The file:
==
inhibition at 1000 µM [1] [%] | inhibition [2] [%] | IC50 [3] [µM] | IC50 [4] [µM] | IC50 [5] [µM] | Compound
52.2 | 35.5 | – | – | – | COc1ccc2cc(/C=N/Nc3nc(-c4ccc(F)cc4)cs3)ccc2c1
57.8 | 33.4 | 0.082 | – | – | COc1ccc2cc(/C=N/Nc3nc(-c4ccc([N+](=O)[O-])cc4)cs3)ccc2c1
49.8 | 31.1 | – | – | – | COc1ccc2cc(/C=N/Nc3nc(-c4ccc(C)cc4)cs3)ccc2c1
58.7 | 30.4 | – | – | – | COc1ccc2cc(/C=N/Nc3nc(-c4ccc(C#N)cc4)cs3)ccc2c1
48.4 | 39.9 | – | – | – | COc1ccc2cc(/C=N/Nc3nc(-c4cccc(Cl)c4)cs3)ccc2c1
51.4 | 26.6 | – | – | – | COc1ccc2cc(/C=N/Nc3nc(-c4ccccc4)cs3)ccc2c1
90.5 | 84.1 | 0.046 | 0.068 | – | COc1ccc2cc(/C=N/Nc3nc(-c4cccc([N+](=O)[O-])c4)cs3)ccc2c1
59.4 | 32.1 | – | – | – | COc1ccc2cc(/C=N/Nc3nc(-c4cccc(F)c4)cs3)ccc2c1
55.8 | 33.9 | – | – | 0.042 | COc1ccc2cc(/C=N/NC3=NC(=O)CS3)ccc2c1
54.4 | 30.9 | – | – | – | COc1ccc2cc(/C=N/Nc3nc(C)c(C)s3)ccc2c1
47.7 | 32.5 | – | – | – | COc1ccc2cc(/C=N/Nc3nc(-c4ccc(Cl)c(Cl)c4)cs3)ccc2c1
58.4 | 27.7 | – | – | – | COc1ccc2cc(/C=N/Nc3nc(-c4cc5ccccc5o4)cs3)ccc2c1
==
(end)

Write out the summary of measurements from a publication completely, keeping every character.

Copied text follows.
inhibition at 1000 µM [1] [%] | inhibition [2] [%] | IC50 [3] [µM] | IC50 [4] [µM] | IC50 [5] [µM] | Compound
52.2 | 35.5 | – | – | – | COc1ccc2cc(/C=N/Nc3nc(-c4ccc(F)cc4)cs3)ccc2c1
57.8 | 33.4 | 0.082 | – | – | COc1ccc2cc(/C=N/Nc3nc(-c4ccc([N+](=O)[O-])cc4)cs3)ccc2c1
49.8 | 31.1 | – | – | – | COc1ccc2cc(/C=N/Nc3nc(-c4ccc(C)cc4)cs3)ccc2c1
58.7 | 30.4 | – | – | – | COc1ccc2cc(/C=N/Nc3nc(-c4ccc(C#N)cc4)cs3)ccc2c1
48.4 | 39.9 | – | – | – | COc1ccc2cc(/C=N/Nc3nc(-c4cccc(Cl)c4)cs3)ccc2c1
51.4 | 26.6 | – | – | – | COc1ccc2cc(/C=N/Nc3nc(-c4ccccc4)cs3)ccc2c1
90.5 | 84.1 | 0.046 | 0.068 | – | COc1ccc2cc(/C=N/Nc3nc(-c4cccc([N+](=O)[O-])c4)cs3)ccc2c1
59.4 | 32.1 | – | – | – | COc1ccc2cc(/C=N/Nc3nc(-c4cccc(F)c4)cs3)ccc2c1
55.8 | 33.9 | – | – | 0.042 | COc1ccc2cc(/C=N/NC3=NC(=O)CS3)ccc2c1
54.4 | 30.9 | – | – | – | COc1ccc2cc(/C=N/Nc3nc(C)c(C)s3)ccc2c1
47.7 | 32.5 | – | – | – | COc1ccc2cc(/C=N/Nc3nc(-c4ccc(Cl)c(Cl)c4)cs3)ccc2c1
58.4 | 27.7 | – | – | – | COc1ccc2cc(/C=N/Nc3nc(-c4cc5ccccc5o4)cs3)ccc2c1